Back in June we were promised a sizeable influx of painted lady butterflies. A strong fast-flying migrant, the insect normally arrives from Europe in numbers about every ten years, the most memorable occasion being a decade ago when millions flew in and were seen in our gardens and the wider countryside throughout the summer.

So this year I waited but saw only a couple until, in the middle of August I went on holiday to Devon and, lo and behold, there they were....... squadrons of them!

Every buddleia, appropriately named the 'butterfly bush' was awash with painted ladies all jostling for position on the flowers, accompanied by many red admirals, very common this year too.

Such a beautiful colourful sight and reminiscent of thirty years ago when buddleias attracted many species on a regular basis.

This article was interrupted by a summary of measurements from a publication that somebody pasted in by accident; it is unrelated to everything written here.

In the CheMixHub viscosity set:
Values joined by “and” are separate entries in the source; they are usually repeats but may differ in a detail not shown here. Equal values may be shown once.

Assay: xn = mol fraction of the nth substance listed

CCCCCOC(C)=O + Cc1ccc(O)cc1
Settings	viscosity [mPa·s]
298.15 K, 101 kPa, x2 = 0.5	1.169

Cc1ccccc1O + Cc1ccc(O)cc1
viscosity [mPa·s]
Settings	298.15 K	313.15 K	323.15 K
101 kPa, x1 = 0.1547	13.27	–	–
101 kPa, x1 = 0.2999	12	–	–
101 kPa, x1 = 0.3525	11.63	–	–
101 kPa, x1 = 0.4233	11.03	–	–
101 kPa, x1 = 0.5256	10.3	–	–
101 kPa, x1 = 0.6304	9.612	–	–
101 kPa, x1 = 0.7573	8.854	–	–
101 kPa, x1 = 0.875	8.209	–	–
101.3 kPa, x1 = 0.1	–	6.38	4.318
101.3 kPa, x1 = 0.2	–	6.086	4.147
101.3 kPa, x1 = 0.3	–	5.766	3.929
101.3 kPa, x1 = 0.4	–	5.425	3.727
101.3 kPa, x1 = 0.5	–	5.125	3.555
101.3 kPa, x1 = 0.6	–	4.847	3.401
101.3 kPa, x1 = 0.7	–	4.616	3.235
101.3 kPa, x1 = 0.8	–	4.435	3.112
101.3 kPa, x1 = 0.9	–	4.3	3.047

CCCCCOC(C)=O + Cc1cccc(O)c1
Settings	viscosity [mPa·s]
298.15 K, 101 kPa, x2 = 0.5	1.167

Those migrant butterflies will have paired up and laid eggs, producing a home bred generation, most of which will attempt a reverse migration in late summer. Until recently, it was thought that some may have faded away because they were not seen flying south but radar coverage reveals that the butterflies fly at some height on the way back to Europe so were not detected visually from below. 

By contrast, red admirals also attempt a reverse migration but travel about two metres above ground and can sometimes be seen over wide expanses of meadowland such as in Richmond Park flying rapidly in a southerly direction. 

So, another wonderful painted lady summer.